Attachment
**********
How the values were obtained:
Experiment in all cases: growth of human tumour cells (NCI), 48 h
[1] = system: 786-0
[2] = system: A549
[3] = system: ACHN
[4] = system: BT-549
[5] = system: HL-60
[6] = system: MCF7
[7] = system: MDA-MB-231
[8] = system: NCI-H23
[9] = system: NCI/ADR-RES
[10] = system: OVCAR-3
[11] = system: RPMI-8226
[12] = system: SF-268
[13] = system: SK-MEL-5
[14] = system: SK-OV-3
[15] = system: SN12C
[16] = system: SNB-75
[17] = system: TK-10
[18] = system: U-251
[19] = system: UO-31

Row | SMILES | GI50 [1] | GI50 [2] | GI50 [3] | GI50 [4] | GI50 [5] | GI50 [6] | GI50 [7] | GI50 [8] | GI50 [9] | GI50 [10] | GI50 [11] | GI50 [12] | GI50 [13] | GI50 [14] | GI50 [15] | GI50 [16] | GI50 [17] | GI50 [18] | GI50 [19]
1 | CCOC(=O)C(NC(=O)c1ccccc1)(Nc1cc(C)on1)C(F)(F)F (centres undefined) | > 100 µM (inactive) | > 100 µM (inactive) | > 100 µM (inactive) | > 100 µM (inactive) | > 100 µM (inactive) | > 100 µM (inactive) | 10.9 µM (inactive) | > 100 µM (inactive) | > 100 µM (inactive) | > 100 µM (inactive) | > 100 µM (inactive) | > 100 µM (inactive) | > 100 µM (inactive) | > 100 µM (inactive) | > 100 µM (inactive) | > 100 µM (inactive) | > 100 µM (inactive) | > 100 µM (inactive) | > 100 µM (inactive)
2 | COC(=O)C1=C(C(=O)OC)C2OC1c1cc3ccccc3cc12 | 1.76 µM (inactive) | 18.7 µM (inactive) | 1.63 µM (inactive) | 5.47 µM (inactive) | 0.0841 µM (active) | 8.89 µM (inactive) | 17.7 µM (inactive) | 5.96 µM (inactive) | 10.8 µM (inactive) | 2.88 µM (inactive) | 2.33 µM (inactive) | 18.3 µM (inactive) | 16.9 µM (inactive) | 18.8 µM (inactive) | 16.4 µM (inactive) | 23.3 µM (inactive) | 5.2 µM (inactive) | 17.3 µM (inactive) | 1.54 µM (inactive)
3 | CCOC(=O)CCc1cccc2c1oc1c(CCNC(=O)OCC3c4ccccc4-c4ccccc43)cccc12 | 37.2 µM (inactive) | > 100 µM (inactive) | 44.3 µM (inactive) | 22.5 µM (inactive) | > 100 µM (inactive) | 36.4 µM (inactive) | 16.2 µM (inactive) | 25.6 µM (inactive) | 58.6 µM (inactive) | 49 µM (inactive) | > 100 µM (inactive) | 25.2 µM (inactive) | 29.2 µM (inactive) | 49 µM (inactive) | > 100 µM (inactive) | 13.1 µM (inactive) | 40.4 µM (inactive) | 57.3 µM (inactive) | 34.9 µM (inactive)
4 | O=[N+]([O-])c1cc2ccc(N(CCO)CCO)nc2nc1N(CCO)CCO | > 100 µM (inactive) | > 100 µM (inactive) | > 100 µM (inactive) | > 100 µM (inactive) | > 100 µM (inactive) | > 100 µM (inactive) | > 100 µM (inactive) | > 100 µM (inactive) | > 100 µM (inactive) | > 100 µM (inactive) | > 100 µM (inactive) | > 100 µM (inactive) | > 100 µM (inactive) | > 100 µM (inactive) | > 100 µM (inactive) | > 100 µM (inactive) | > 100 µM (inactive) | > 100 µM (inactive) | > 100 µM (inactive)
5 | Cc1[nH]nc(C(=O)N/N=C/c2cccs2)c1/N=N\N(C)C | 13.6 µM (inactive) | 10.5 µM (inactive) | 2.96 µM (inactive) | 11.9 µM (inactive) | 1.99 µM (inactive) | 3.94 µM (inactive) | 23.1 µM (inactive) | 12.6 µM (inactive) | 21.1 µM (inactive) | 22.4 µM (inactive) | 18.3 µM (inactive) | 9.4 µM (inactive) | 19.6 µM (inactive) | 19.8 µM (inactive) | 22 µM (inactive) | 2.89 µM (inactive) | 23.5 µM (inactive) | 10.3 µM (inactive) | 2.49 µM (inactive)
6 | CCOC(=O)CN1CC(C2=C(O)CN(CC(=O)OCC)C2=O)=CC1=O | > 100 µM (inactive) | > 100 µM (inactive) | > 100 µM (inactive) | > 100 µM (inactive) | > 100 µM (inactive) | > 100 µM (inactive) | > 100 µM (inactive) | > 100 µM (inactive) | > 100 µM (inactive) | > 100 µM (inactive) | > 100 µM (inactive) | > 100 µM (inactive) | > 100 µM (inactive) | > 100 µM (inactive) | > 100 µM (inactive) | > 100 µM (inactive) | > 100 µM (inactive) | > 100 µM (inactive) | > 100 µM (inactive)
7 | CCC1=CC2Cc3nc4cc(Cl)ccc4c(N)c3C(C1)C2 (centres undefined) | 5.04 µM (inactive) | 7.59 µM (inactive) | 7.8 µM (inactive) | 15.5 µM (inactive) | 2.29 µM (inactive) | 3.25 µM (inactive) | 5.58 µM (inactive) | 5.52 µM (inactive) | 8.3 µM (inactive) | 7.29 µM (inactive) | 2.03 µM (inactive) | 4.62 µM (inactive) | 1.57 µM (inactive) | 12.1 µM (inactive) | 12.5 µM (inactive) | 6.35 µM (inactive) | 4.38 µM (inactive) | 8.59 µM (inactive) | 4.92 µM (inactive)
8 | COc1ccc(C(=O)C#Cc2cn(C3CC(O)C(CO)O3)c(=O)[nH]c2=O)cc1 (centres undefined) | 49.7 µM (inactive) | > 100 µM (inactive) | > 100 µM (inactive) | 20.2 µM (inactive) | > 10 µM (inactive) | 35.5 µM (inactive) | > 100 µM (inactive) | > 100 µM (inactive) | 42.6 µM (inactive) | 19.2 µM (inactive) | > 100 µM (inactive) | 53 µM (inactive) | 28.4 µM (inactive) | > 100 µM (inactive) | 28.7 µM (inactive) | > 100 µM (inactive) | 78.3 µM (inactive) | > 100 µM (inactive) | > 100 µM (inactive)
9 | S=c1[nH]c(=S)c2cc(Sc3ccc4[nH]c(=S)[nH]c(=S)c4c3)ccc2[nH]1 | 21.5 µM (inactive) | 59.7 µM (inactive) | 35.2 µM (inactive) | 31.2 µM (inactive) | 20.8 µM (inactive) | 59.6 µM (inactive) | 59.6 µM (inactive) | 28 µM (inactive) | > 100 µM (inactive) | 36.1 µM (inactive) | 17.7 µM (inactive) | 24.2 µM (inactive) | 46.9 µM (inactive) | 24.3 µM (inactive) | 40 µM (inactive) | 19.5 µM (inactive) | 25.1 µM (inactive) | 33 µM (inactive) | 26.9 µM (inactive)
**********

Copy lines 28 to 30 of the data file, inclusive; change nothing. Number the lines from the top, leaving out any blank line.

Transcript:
6 | CCOC(=O)CN1CC(C2=C(O)CN(CC(=O)OCC)C2=O)=CC1=O | > 100 µM (inactive) | > 100 µM (inactive) | > 100 µM (inactive) | > 100 µM (inactive) | > 100 µM (inactive) | > 100 µM (inactive) | > 100 µM (inactive) | > 100 µM (inactive) | > 100 µM (inactive) | > 100 µM (inactive) | > 100 µM (inactive) | > 100 µM (inactive) | > 100 µM (inactive) | > 100 µM (inactive) | > 100 µM (inactive) | > 100 µM (inactive) | > 100 µM (inactive) | > 100 µM (inactive) | > 100 µM (inactive)
7 | CCC1=CC2Cc3nc4cc(Cl)ccc4c(N)c3C(C1)C2 (centres undefined) | 5.04 µM (inactive) | 7.59 µM (inactive) | 7.8 µM (inactive) | 15.5 µM (inactive) | 2.29 µM (inactive) | 3.25 µM (inactive) | 5.58 µM (inactive) | 5.52 µM (inactive) | 8.3 µM (inactive) | 7.29 µM (inactive) | 2.03 µM (inactive) | 4.62 µM (inactive) | 1.57 µM (inactive) | 12.1 µM (inactive) | 12.5 µM (inactive) | 6.35 µM (inactive) | 4.38 µM (inactive) | 8.59 µM (inactive) | 4.92 µM (inactive)
8 | COc1ccc(C(=O)C#Cc2cn(C3CC(O)C(CO)O3)c(=O)[nH]c2=O)cc1 (centres undefined) | 49.7 µM (inactive) | > 100 µM (inactive) | > 100 µM (inactive) | 20.2 µM (inactive) | > 10 µM (inactive) | 35.5 µM (inactive) | > 100 µM (inactive) | > 100 µM (inactive) | 42.6 µM (inactive) | 19.2 µM (inactive) | > 100 µM (inactive) | 53 µM (inactive) | 28.4 µM (inactive) | > 100 µM (inactive) | 28.7 µM (inactive) | > 100 µM (inactive) | 78.3 µM (inactive) | > 100 µM (inactive) | > 100 µM (inactive)